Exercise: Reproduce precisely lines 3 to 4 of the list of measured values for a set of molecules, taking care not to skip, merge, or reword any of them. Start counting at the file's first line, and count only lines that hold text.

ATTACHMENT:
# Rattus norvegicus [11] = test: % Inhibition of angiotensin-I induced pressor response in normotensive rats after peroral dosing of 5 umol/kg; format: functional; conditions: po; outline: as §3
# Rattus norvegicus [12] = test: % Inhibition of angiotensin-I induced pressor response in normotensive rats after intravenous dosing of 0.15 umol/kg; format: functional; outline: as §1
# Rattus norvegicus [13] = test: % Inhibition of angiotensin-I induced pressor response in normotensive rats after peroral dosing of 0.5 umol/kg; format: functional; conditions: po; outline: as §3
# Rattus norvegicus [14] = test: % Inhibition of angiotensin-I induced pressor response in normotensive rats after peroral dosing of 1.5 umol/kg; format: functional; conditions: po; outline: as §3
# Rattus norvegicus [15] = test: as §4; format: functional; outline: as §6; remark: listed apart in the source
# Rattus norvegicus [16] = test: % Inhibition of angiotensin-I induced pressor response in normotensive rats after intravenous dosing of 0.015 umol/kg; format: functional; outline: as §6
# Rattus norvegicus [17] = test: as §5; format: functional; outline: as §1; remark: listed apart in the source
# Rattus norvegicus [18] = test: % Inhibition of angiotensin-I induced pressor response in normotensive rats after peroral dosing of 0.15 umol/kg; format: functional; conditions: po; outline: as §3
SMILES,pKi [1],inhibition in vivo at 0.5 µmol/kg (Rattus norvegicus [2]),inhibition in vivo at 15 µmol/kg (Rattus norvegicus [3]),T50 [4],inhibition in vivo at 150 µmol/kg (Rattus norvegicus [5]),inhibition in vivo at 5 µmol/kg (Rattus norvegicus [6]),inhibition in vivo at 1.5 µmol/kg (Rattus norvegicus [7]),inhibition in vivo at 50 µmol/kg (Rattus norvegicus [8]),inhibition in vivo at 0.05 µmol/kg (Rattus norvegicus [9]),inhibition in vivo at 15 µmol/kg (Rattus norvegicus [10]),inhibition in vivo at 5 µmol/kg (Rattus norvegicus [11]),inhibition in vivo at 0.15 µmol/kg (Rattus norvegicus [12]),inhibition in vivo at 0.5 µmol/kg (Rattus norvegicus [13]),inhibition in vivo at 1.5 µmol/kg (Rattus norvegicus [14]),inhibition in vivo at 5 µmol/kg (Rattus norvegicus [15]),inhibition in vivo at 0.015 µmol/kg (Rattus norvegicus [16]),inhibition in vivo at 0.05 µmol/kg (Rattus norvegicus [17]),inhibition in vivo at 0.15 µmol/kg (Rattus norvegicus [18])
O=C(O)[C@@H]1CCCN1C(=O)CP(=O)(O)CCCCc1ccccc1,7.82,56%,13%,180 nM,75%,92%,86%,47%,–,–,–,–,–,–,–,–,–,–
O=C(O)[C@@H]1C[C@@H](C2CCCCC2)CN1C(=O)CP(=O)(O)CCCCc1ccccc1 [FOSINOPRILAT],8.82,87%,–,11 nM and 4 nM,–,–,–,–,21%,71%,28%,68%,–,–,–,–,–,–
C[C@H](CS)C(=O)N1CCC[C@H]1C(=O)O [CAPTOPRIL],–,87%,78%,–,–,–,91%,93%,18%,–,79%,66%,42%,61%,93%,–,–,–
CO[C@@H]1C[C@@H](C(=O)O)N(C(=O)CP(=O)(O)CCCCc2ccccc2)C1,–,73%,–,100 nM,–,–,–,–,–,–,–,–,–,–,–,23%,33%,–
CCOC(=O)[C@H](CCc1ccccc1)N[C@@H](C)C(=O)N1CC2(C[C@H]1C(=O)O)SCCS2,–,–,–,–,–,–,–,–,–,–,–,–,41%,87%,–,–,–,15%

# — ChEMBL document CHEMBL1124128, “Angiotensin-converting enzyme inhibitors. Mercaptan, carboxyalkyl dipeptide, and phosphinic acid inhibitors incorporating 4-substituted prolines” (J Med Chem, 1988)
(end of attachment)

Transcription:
# Rattus norvegicus [13] = test: % Inhibition of angiotensin-I induced pressor response in normotensive rats after peroral dosing of 0.5 umol/kg; format: functional; conditions: po; outline: as §3
# Rattus norvegicus [14] = test: % Inhibition of angiotensin-I induced pressor response in normotensive rats after peroral dosing of 1.5 umol/kg; format: functional; conditions: po; outline: as §3